Law.com announced that several consumers filed class actions against Juul and Altria for monopolizing the electronic cigarette market. The claims were brought to the U.S. District Court for the Northern District of California just a few weeks after the Federal Trade Commission (FTC) filed an administrative complaint against both companies for a deal that eliminated competition.
Altria, formerly known as Philip Morris Companies Inc., is one of the world's largest producers and marketers of tobacco, cigarettes and related products. It held a small portion of the vaping market, a growing area in which it hoped to expand since sales in traditional tobacco products had been declining. Juul, on the other hand, possessed e-cigarette market share dominance. However, it faced publicity challenges about underage addiction and lung-illness outbreak linked to some THC e-cigarette products. For both companies to sustain their businesses long-term, they entered into a series of agreements.
In their $12.8M deal in December 2018, Altria would no longer compete in the vaping market and in turn would receive 35% Juul ownership, the largest portion retained by a shareholder. The tobacco giant would give up prime store shelf space, surrender its intellectual property licenses, and stop any research and development. The FTC, however, found that "Altria’s acquisition of JUUL shares and the associated agreements together constitute an unreasonable restraint of trade in violation of...the Sherman Act..., and substantially lessened competition in violation...the Clayton Act." Ian Conner, Director of the Bureau of Competition said, “For several years, Altria and JUUL were competitors in the market for closed-system e-cigarettes. By the end of 2018, Altria orchestrated its exit from the e-cigarette market and became JUUL’s largest investor. Altria and JUUL turned from competitors to collaborators by eliminating competition and sharing in JUUL’s profits.” The FTC complaint concluded that, "...consumers lost the benefit of current and future head-to-head competition between Altria and [Juul], and between Altria and other competitors." Because the Juul-Altria deal substantially lessened competition and tended to create a monopoly, a nationwide class of Juul purchasers is pursuing antitrust litigation.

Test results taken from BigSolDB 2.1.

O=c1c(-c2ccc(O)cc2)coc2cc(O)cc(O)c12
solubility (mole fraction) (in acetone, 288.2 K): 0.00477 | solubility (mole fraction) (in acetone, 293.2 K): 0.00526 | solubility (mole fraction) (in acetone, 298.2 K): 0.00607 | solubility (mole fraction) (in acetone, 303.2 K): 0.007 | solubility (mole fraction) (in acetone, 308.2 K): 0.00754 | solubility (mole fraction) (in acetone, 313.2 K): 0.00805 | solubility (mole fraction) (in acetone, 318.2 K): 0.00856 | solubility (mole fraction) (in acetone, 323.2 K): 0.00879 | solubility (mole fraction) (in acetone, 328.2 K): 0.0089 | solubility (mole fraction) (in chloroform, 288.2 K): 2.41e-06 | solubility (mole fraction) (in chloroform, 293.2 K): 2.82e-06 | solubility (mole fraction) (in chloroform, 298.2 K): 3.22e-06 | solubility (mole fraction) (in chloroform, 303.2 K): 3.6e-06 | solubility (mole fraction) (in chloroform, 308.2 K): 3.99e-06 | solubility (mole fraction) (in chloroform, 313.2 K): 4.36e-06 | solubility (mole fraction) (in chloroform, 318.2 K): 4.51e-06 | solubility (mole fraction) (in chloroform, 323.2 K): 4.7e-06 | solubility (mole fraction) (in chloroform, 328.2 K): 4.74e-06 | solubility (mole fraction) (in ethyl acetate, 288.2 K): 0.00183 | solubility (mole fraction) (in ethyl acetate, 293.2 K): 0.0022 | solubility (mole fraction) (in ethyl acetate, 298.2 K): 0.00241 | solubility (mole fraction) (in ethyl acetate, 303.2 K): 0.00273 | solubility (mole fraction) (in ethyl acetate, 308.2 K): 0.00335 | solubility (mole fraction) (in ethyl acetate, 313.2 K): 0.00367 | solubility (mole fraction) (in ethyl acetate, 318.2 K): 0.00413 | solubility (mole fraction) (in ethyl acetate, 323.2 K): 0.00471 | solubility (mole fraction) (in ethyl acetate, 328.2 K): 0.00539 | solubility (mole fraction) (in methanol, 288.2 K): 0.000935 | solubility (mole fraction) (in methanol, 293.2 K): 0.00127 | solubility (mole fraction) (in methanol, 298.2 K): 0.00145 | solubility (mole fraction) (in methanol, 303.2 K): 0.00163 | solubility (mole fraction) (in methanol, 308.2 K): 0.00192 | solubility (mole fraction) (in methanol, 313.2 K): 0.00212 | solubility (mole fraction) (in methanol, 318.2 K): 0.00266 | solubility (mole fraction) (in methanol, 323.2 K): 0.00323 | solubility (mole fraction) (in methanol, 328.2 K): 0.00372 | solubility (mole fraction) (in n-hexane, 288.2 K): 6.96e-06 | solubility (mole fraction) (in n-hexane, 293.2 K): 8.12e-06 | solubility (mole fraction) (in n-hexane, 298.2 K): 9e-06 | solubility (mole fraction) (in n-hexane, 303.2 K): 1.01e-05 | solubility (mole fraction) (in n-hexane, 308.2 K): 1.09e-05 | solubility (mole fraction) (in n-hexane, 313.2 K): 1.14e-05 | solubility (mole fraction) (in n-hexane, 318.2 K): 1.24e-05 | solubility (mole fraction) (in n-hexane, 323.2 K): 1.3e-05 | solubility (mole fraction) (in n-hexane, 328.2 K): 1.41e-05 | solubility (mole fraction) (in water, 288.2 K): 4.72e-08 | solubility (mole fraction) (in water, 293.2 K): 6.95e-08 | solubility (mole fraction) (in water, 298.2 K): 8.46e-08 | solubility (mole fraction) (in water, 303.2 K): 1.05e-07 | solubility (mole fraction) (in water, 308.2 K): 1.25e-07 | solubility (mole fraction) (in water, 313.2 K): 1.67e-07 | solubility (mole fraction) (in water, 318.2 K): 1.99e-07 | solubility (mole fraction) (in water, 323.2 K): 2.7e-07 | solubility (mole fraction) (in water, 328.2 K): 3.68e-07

The FTC states that "antitrust laws proscribe unlawful mergers and business practices in general terms, leaving courts to decide which ones are illegal based on the facts of each case. Courts have applied the antitrust laws to changing markets, from a time of horse and buggies to the present digital age. Yet for over 100 years, the antitrust laws have had the same basic objective: to protect the process of competition for the benefit of consumers, making sure there are strong incentives for businesses to operate efficiently, keep prices down, and keep quality up." In the 1990s, Kodak, a pioneer in the film and camera industry, fell under antitrust scrutiny because it controlled the markets for the parts and servicing of photocopiers and other business equipment. Because it restricted access to the replacement parts and tied the sale of service for Kodak machines to the sale of parts, it monopolized the market for service. Monopolies drive out the competition and leave consumers with low-quality products at higher prices. Antitrust laws also motivate corporations to constantly look for new strategies and methods to make products or research alternatives to obtain a fair business advantage. Before it experienced the setback with its business machines, Kodak was the first to develop colored film. Customers could send it in and the company would process and deliver it. For a short time, it enjoyed over 90% market share until other companies devised similar products. In upholding antitrust laws, the FTC monitors mergers and acquisitions that eliminate competition and lead to price-fixing, -cutting, or -gouging. This occurred in 1900s when Standard Oil bought some of its competitors and used control over refineries and pipelines and special discounts with railroads to drive prices down, forcing smaller companies out of business and creating a monopoly. To maintain fair competition, the Supreme Court ultimately broke up the company into 34 independent companies and competitors. Despite changing markets, the FTC will continue to protect free and open markets needed for a vibrant economy.